Information courtesy of MLP forum:
This post mainly applies to newer Les Pauls. Nowadays, there are two types of Les Pauls – Gibson USA and Gibson Custom Shop.
Weight-relief started around 1982/1983. Every Gibson USA Les Paul between 1982 – 2007 is weight-relieved. They do not have solid-body construction. Weight-relief is also known as “swiss cheese holes” and refers to the nine holes drilled out of the body in order to reduce the weight of the guitar.
Chambering officially began for 2007 but the late 2006s are also chambered. Any Les Paul made after October 2006 maybe or likely is chambered. Every 2007 and newer Gibson USA Les Paul is chambered, except for the Les Paul Traditional. The Les Paul Traditional has swiss cheese holes. Chambering is essentially hollowing out the body. Again, this is in order to reduce the weight of the guitar.
Gibson Custom Shop
Gibson’s Custom Shop makes regular production guitars and historic reissues. The regular production guitars, such as the Les Paul Custom, are also weight-relieved. They do not have solid-bodies.
The historic reissues are solid. All historic reissues, be it Standards or Customs, are solid. The exception being the chambered reissues. Chambered reissues are often referred to as Cloud 9 guitars. They are identified by their serial number, which begins with CR. chambered-reissue.org
A 2003 Les Paul Classic is weight-relieved
A 2008 ’57 reissue is solid
A 1995 Les Paul Standard is weight-relieved
A 2009 Chambered ’58 reissue is chambered
A 2008 Les Paul Studio is chambered
A 1987 Les Paul Custom is weight-relieved
This is what a weight-relieved Les Paul would look like:
Some Les Pauls have long neck tenon, while others do not.
Short: Standards (before the 2008 “new” Standard), Customs, Studios Classics.
Long: Historic reissues, 2008 Standards.
Gibson guitars made between 1968 – 1986.
R2 = reissue of the 1952 Gibson Les Paul
R9 = reissue of the 1959 Gibson Les Paul
CR8 = chambered reissue of the ’58 Gibson Les Paul
There is no R3 or R5.
Historic Customs are often referred to as B4, B7, R4BB or R7BB. BB meaning Black Beauty.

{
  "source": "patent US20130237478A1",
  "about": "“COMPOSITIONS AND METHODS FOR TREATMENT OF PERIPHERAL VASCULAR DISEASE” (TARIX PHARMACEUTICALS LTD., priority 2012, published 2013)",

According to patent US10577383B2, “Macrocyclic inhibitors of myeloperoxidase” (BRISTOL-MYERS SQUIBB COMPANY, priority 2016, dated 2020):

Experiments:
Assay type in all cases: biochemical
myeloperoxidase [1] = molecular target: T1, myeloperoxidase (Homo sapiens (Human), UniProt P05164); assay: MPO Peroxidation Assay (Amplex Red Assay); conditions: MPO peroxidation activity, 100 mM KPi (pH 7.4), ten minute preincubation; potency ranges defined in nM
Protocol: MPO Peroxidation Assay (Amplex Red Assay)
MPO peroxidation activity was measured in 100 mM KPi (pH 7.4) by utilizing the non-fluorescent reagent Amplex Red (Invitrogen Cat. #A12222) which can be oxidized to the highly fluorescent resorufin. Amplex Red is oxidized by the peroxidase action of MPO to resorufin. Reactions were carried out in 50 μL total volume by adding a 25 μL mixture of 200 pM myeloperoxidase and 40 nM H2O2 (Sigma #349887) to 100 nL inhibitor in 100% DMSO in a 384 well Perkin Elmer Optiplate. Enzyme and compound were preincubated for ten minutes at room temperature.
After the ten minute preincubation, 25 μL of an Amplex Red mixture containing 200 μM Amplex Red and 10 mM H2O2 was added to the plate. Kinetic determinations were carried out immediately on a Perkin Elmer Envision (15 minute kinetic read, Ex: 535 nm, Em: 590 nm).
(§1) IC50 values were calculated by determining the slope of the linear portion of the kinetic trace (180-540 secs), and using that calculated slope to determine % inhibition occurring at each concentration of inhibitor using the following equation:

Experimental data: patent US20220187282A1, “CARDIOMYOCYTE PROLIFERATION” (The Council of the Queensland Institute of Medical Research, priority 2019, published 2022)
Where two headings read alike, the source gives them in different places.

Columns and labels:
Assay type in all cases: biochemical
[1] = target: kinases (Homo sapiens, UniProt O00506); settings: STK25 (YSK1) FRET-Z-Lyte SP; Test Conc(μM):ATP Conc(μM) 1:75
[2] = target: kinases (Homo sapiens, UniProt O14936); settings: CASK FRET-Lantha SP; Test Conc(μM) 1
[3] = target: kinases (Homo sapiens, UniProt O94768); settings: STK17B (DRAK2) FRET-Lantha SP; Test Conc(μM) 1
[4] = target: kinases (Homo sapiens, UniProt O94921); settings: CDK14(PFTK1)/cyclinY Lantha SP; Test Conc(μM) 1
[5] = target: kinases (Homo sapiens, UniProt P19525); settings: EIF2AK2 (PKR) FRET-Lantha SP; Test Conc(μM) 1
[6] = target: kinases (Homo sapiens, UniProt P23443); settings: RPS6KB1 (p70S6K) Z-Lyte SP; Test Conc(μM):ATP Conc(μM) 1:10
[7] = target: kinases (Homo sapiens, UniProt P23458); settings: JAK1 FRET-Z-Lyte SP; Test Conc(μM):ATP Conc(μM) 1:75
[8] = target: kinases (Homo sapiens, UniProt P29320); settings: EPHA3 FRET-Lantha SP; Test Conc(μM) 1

Gibson’s VOS – Vintage Original Spec line. The terms VOS, historic, reissue & historic reissue all refer to the same guitar. There is only one difference, VOS refers to the aged finish on the top and hardware. The ones that do not have the VOS finish are referred to as “gloss” or “high gloss” reissues because (obviously) they have a high gloss finish. Websites like Guitar Center list the two guitars as VOS and “reissue.” Reissue refers to the high gloss. I think this has caused some confusion with some people but rest assured, they are all the same guitar. Again, one looks brand new and the other does not look brand new – that’s the only difference. VOS costs $300 less.
Standards have mahogany bodies and maple tops. Historic Customs have mahogany bodies and mahogany tops (while modern/regular Customs have maple tops). The Custom will likely weight around a pound heavier but that’s about it for differences.
Another reissue that never seems to be on gibson.com is the ’68RI. These are the same as the B7s, only difference is they have maple tops, different pickups and Gibson USA electronics.
R8 vs. R9
This question gets asked a lot !!
They are the same guitar. All reissues are essentially the same guitar with minor differences. These differences are neck thicknesses, pickups, weight of each individual guitar, finishes & tops. The best way to get an understanding of the neck sizes is to actually play them. Me explaining that R8s have thicker necks than R9s and R7s have thicker necks than R8s doesn’t mean jack unless you sit down with the guitar and see for yourself.
R9s list for $1,500 – $2,000 more than R8s. Why? The answer is because R9s have flame maple tops and the R9 should weigh less than the R8. That’s it.
Les Paul Backs:
R9, R0 – 8 pounds or less
R8 – 9 pounds or less
GT – 9.6 pounds or less
Bs – 10.6 pounds or less